• PROMs are highlighted in the 2010 Quality Strategy under the Person Centred Care quality ambition. The priority is to embed patient reported outcomes across all NHS Scotland services, part of which involves using PROMs to collect appropriate data. Patient reported outcomes can provide information on the effectiveness of care from the patients persepective. This should not be confused with measures of patient experience or satisfaction which usually relate to the whole experience of the journey of care of the patient rather than the outcomes of the care. Both are important to ensure that healthcare is high qualty.
  • HIS involvement with initiatives underway in NHSScotland regarding PROMs. SurveyResearch project – Deepa will describe
  • To help inform this work, a national survey was undertaken in COPD, Mental Health and Orthopedic services to gauge the current use of PROMs. Although not meant to be representative, we found that:39% of 103 respondents reported currently using PROMs48 different PROMs were mentioned; we excluded some reports of using patient satisfaction measures which are not strictly PROMs. This suggests that guidance on which PROMs to use and clarification of the definition of a PROM may be helpful to make the use more systematic. The most common reported use of PROMs was to monitor individual patients. This suggests a disparity between national and local interest in using PROMs. The national interest is in using PROMs for quality improvement while the current health professional interest is in using PROMs for individual patient monitoring. It may be important to consider the dual use of PROMs data to prevent compromising the benefits that health professionals would like to see.There were some reported difficulties with using PROMs with people with low literacy or lack of comprehension. PROMs initiatives could therefore exclude parts of the population who struggle to read or find PROMs too complex. It is then important to consider the accessibility of PROMs initiatives before they are implemented to prevent such exclusion. NOW DEEPA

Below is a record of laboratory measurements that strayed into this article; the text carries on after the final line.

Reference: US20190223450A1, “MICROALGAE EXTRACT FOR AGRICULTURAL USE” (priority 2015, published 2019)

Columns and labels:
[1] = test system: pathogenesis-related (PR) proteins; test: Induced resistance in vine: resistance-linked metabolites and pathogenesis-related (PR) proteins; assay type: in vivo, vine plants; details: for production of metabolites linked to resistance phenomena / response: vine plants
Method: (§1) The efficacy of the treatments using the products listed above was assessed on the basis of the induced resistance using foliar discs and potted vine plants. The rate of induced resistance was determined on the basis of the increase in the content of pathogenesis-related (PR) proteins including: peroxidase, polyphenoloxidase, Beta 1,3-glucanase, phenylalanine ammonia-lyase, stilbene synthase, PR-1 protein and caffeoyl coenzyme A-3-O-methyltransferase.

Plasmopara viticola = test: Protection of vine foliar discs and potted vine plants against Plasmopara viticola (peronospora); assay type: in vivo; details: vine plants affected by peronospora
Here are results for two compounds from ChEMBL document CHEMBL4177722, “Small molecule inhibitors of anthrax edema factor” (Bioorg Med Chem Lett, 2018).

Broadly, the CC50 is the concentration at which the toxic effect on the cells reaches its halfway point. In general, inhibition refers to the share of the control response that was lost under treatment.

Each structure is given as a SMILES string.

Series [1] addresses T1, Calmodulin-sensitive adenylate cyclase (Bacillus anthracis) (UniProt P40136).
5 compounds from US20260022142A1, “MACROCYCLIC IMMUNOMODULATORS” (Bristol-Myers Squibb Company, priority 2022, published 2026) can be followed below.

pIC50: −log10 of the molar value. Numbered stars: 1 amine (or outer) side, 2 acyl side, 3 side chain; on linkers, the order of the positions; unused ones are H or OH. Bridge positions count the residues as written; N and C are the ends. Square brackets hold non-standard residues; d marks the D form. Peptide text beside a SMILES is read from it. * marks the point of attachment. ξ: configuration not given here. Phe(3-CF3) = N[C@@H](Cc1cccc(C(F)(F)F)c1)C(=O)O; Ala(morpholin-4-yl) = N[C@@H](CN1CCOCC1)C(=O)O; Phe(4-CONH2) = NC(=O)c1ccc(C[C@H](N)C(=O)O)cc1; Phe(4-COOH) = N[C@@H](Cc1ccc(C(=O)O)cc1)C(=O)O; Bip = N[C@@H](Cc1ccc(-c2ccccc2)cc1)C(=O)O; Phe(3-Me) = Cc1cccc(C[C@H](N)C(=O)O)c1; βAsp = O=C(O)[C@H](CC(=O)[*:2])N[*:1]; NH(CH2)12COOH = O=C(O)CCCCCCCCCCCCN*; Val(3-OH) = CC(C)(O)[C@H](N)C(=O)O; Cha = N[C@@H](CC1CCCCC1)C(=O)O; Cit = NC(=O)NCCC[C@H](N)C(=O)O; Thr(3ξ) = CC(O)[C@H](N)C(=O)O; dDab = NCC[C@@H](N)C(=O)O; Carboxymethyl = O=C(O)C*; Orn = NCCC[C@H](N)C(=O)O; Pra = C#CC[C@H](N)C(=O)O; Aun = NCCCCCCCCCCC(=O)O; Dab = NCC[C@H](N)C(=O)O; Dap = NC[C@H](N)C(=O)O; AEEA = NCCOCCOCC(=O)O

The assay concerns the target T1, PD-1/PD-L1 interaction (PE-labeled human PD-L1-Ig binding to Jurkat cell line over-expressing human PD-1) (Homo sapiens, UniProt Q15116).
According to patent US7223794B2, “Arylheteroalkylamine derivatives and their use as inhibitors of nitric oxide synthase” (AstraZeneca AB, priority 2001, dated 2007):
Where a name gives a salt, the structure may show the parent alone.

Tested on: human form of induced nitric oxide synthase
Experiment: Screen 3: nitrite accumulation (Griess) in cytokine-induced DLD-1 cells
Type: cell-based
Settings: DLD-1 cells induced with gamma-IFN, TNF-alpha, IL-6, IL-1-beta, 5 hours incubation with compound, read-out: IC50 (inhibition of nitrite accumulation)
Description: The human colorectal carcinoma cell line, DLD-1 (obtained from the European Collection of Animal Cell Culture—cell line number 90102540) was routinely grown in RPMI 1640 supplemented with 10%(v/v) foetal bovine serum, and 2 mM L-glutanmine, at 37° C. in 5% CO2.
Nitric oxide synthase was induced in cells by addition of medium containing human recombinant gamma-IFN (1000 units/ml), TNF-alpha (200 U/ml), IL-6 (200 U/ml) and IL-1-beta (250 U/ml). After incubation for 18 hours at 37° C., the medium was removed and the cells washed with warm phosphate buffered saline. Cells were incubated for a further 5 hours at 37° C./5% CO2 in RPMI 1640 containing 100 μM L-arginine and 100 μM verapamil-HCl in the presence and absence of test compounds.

• -collaborative 27 month project between University of Glasgow, Dundee and Healthcare Improvement Scotland-addressing the exclusion challenges that PROMs might face to ultimately support the inclusive use of PROMs across the service.
  • While researchers generally discuss PROMs with patients to decide on the content before finalizing it, they do not generally include people with learning disabilities or low literacy skills. When PROMs are put into practice, people with learning disabilities or low literacy skills may struggle to complete them. This means they may be left out of quality improvement and/orcondition monitoring processes that use PROMs.This could be an important problem because as many as 1 in 5 adults have low literacy skills and there are approximately 1.5 million people with learning disabilities in the UK. Giving PROMs to those who will struggle to read them might result in inaccurate completion or further alienation of these patients from healthcare practices.
  • COPD was a good case study....
  • Professionals – their perspective did not account for confidentiality and distractions, and saw waiting rooms as easiest to get the PROM back
  • Professionals – their perspective did not account for confidentiality and distractions, and saw waiting rooms as easiest to get the PROM back
  • Sdhi webinar proms

    1. 1. Patient Reported Outcome Measures (PROMs) Challenges for people with low literacy skills and/or learning disabilities Social Dimensions of Health Institute Webinar May 9, 2012 Deepa Jahagirdar, Karen Ritchie, Thilo Kroll, Sally Wyke
    2. 2. Agenda• Background• Current Use – PROMs in England – PROMs in Scotland• Knowledge Transfer Partnership (KTP) project – Using PROMs with people with low literacy and/or learning disabilities
    3. 3. Background Current Use KTP Project DiscussionWhat are PROMs? Your health PROMs are questionnaires about people’s health. They are used to gather information directly from patients about their symptoms, condition and overall quality of life.
    4. 4. Background Current Use KTP Project Discussion http://www.healthstatus.sgul.ac.uk/SGRQ_download/Original%20English%20version.pdf